# Introduction to Mathematical Physics/Continuous approximation/Energy conservation and first principle of thermodynamics

## Statement of first principle edit

Energy conservation law corresponds to the first principle of thermodynamics ([#References|references]). \index{first principle of thermodynamics}

**Definition:**

Let be a macroscopic system relaxing in . Internal energy is the sum of kinetic energy of all the particle and their total interaction potential energy :

**Definition:**

Let a macroscopic system moving with respect to . It has a macroscopic kinetic energy . The total energy is the sum of the kinetic energy and the internal energy . \index{internal energy}

**Principle:**

Internal energy is a state function\footnote{ That means that an elementary variation is a total differential. } . Total energy can vary only by exchanges with the exterior.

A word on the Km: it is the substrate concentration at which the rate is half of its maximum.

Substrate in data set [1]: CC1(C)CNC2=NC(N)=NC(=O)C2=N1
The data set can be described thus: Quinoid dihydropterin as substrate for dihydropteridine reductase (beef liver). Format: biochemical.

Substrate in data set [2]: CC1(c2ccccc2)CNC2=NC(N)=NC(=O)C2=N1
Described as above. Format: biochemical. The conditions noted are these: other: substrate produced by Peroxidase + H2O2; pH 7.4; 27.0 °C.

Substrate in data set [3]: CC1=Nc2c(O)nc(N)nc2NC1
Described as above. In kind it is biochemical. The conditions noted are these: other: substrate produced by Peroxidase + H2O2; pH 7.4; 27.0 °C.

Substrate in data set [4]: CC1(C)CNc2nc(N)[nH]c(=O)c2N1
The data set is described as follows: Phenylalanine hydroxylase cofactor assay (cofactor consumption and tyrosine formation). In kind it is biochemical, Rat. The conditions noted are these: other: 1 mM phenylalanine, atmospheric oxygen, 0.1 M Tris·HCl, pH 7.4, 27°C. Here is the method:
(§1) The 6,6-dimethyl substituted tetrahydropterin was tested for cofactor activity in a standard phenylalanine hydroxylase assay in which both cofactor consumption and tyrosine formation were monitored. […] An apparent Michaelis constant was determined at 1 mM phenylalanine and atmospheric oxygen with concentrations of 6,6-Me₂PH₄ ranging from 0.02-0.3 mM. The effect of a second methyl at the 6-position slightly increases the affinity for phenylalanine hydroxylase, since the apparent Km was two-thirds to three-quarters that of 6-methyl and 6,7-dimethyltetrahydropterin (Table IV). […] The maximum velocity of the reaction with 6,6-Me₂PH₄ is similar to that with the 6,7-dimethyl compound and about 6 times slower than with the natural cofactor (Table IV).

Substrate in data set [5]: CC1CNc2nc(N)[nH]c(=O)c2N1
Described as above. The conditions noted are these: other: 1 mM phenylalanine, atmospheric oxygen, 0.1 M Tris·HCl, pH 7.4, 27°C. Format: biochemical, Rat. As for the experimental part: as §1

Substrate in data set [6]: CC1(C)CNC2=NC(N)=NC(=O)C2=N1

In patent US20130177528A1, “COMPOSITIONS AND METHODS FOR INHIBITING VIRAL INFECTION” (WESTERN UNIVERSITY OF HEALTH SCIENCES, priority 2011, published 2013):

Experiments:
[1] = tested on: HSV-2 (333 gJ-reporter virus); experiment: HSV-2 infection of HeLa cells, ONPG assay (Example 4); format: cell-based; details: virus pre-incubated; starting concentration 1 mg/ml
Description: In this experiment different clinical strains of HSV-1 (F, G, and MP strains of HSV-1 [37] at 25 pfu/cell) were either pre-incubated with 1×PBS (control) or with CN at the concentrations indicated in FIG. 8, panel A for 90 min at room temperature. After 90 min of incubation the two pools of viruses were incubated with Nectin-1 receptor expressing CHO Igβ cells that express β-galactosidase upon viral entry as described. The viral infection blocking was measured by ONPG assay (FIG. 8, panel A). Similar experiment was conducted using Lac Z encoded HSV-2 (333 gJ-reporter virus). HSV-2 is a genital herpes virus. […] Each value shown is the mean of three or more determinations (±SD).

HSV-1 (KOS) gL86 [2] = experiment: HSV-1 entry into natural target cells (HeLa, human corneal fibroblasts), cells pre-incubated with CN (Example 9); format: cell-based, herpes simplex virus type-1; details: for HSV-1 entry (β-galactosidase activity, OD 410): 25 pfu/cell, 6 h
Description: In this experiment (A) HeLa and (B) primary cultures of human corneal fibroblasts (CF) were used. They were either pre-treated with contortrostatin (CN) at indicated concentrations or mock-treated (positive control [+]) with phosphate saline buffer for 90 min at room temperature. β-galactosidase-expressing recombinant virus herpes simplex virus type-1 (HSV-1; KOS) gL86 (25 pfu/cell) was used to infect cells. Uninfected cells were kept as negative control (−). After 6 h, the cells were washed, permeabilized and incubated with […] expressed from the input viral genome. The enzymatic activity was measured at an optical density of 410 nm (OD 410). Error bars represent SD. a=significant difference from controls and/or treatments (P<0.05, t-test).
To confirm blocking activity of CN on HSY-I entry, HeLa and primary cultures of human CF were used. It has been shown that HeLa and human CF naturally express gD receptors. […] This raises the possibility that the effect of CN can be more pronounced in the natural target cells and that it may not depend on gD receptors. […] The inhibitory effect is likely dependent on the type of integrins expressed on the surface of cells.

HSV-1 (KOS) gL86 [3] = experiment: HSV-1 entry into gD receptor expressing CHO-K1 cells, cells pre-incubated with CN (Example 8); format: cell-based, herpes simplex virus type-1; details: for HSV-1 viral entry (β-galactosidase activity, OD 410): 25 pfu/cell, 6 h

**Principle:**

At each time, particulaire derivative (see example exmppartder) of the
total energy is the sum of *external* strains power and of
the heat
\index{heat}
received by the system.

This implies:

**Theorem:**

For a closed system,

**Theorem:**

If macroscopic kinetic energy is zero then:

**Remark:**

Energy conservation can also be obtained taking the third moment of Vlasov equation (see equation eqvlasov).

## Consequences of first principle edit

The fact that is a state function implies that:

- Variation of does not depend on the followed path, that is variation of depends only on the initial and final states.
- is a total differential that that Schwarz theorem can be applied. If is a function of two variables and then:

Let us precise the relation between dynamics and first principle of thermodynamics. From the kinetic energy theorem:

so that energy conservation can also be written:

eint

System modelization consists in evaluating , and . Power by relation eint is associated to the modelization.